Cloud Computing is Green Computing

The Kansas City community has had a lot of questions about Google since the Internet giant announced it would build an ultra-high speed broadband infrastructure in Kansas City. Emissions from Information Technology are predicted to surpass those from aviation by 2020. This is important to Google, who operates one of the world's most advanced network of data centers running custom software and hardware. In fact, Google is the world's 4th largest server manufacturer in the world - only HP, IBM and Dell build more. 

Electricity powered the Industrial Revolution and 100 years ago every manufacturer had an on-premises power plant to power all their machines - there were no central power stations or distribution networks for electricity. Then in December of 1880, after perfecting the light bulb of the time, Thomas Edison incorporated the Edison Electric Illuminating Company of New York to develop and install a central generating station. This power station would consist of a large central power plant, voltage controls and copper wires connecting the station to other buildings and ultimately to the light bulbs which would consume the electricity.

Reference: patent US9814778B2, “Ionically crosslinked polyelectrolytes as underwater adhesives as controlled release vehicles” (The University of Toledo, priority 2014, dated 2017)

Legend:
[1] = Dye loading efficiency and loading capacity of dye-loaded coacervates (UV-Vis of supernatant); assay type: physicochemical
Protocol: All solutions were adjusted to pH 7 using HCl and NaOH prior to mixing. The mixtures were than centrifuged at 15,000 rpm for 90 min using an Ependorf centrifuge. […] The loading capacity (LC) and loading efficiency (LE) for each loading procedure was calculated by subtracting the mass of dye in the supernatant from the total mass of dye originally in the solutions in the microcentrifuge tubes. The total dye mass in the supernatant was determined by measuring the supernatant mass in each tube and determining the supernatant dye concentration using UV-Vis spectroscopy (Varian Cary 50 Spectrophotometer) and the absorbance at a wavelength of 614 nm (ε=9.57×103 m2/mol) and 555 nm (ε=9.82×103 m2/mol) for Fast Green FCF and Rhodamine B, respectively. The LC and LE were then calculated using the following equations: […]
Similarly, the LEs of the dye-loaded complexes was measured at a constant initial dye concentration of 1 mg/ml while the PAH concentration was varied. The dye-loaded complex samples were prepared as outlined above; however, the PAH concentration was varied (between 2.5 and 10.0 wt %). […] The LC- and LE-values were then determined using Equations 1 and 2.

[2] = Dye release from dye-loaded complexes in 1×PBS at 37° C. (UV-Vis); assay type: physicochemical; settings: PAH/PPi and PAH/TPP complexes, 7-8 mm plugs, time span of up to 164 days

Today we take the electric grid for granted but many doubted businesses would ever outsource the generation of such a critical asset. Before we marveled at the ability to video chat with our smartphones, we were amazed that the flip of a switch could light up a room - or a factory. Edison's first power plant was located in lower Manhattan, NY and the community became the model for the modern electric grid. After 1 year of operation the plant had 513 customers - we know how the story ends. Soon Kansas City will be the model for the modern computing grid and the story has just started. 

Data powers the Information Revolution and today many companies still have on-premises data centers. Google's founders, like Thomas Edison, believe there is a more effecient and economic way to deliver technology services to businesses and consumers. The central power stations, these networks of data centers, are the engines of the Internet and modern computing. Efficiency is incredibly important to Google. Being "green" is not only an important aspect of being a good corporate citizen, it is critical to running a competitive business. If all data centers operated at the same efficiency as Google's, the U.S. alone would save enough electricity to power every household within the city limits of Atlanta, Los Angeles, Chicago, and Washington, D.C. 

Electricity has always been a precious commodity - we just forget how amazing it is sometimes.